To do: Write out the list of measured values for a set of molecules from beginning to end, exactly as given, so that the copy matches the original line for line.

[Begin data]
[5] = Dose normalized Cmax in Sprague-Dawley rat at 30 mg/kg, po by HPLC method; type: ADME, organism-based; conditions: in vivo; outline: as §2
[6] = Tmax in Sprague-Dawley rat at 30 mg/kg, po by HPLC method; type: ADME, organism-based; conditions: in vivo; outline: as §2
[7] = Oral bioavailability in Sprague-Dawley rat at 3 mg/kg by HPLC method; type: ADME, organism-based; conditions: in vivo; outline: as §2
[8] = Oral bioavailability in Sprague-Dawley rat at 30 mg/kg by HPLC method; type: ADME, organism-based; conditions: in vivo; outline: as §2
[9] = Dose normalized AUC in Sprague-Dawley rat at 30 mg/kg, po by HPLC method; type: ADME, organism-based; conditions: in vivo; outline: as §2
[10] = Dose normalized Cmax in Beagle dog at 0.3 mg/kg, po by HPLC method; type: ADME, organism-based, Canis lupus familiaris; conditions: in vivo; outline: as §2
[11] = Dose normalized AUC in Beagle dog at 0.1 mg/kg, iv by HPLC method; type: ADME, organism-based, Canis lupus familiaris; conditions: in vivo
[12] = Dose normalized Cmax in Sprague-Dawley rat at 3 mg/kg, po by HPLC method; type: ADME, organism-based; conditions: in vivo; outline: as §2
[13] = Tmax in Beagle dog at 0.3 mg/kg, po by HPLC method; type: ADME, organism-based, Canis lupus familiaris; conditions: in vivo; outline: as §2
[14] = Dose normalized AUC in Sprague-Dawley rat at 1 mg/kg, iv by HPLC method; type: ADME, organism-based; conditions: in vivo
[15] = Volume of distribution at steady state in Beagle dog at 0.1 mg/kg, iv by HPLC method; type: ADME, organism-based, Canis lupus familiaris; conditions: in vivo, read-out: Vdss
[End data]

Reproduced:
[5] = Dose normalized Cmax in Sprague-Dawley rat at 30 mg/kg, po by HPLC method; type: ADME, organism-based; conditions: in vivo; outline: as §2
[6] = Tmax in Sprague-Dawley rat at 30 mg/kg, po by HPLC method; type: ADME, organism-based; conditions: in vivo; outline: as §2
[7] = Oral bioavailability in Sprague-Dawley rat at 3 mg/kg by HPLC method; type: ADME, organism-based; conditions: in vivo; outline: as §2
[8] = Oral bioavailability in Sprague-Dawley rat at 30 mg/kg by HPLC method; type: ADME, organism-based; conditions: in vivo; outline: as §2
[9] = Dose normalized AUC in Sprague-Dawley rat at 30 mg/kg, po by HPLC method; type: ADME, organism-based; conditions: in vivo; outline: as §2
[10] = Dose normalized Cmax in Beagle dog at 0.3 mg/kg, po by HPLC method; type: ADME, organism-based, Canis lupus familiaris; conditions: in vivo; outline: as §2
[11] = Dose normalized AUC in Beagle dog at 0.1 mg/kg, iv by HPLC method; type: ADME, organism-based, Canis lupus familiaris; conditions: in vivo
[12] = Dose normalized Cmax in Sprague-Dawley rat at 3 mg/kg, po by HPLC method; type: ADME, organism-based; conditions: in vivo; outline: as §2
[13] = Tmax in Beagle dog at 0.3 mg/kg, po by HPLC method; type: ADME, organism-based, Canis lupus familiaris; conditions: in vivo; outline: as §2
[14] = Dose normalized AUC in Sprague-Dawley rat at 1 mg/kg, iv by HPLC method; type: ADME, organism-based; conditions: in vivo
[15] = Volume of distribution at steady state in Beagle dog at 0.1 mg/kg, iv by HPLC method; type: ADME, organism-based, Canis lupus familiaris; conditions: in vivo, read-out: Vdss